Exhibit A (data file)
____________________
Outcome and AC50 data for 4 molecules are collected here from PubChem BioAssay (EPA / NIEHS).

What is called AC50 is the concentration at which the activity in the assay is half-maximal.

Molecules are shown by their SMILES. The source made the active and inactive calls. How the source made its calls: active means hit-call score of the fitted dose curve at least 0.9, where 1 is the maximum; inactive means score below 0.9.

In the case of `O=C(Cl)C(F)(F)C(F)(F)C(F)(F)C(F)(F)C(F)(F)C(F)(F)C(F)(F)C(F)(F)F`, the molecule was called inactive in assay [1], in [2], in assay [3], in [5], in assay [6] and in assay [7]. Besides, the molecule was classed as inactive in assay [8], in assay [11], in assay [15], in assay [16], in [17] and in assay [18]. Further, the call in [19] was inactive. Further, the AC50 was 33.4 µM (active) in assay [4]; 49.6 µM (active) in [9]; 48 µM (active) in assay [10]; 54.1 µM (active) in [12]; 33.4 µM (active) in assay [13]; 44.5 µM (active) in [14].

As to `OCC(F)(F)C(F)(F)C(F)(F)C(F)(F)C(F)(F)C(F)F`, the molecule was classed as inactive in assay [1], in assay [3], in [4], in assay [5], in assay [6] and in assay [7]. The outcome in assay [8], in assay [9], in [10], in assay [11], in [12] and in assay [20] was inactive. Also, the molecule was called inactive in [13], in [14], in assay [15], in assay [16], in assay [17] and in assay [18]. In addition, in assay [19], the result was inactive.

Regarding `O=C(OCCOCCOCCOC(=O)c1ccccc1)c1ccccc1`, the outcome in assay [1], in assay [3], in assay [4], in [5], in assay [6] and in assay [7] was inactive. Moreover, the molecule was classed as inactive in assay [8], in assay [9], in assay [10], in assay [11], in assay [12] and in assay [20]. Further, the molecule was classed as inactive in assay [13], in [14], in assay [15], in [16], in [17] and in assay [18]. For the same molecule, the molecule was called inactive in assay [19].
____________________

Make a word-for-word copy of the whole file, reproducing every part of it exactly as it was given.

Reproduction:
Outcome and AC50 data for 4 molecules are collected here from PubChem BioAssay (EPA / NIEHS).

What is called AC50 is the concentration at which the activity in the assay is half-maximal.

Molecules are shown by their SMILES. The source made the active and inactive calls. How the source made its calls: active means hit-call score of the fitted dose curve at least 0.9, where 1 is the maximum; inactive means score below 0.9.

In the case of `O=C(Cl)C(F)(F)C(F)(F)C(F)(F)C(F)(F)C(F)(F)C(F)(F)C(F)(F)C(F)(F)F`, the molecule was called inactive in assay [1], in [2], in assay [3], in [5], in assay [6] and in assay [7]. Besides, the molecule was classed as inactive in assay [8], in assay [11], in assay [15], in assay [16], in [17] and in assay [18]. Further, the call in [19] was inactive. Further, the AC50 was 33.4 µM (active) in assay [4]; 49.6 µM (active) in [9]; 48 µM (active) in assay [10]; 54.1 µM (active) in [12]; 33.4 µM (active) in assay [13]; 44.5 µM (active) in [14].

As to `OCC(F)(F)C(F)(F)C(F)(F)C(F)(F)C(F)(F)C(F)F`, the molecule was classed as inactive in assay [1], in assay [3], in [4], in assay [5], in assay [6] and in assay [7]. The outcome in assay [8], in assay [9], in [10], in assay [11], in [12] and in assay [20] was inactive. Also, the molecule was called inactive in [13], in [14], in assay [15], in assay [16], in assay [17] and in assay [18]. In addition, in assay [19], the result was inactive.

Regarding `O=C(OCCOCCOCCOC(=O)c1ccccc1)c1ccccc1`, the outcome in assay [1], in assay [3], in assay [4], in [5], in assay [6] and in assay [7] was inactive. Moreover, the molecule was classed as inactive in assay [8], in assay [9], in assay [10], in assay [11], in assay [12] and in assay [20]. Further, the molecule was classed as inactive in assay [13], in [14], in assay [15], in [16], in [17] and in assay [18]. For the same molecule, the molecule was called inactive in assay [19].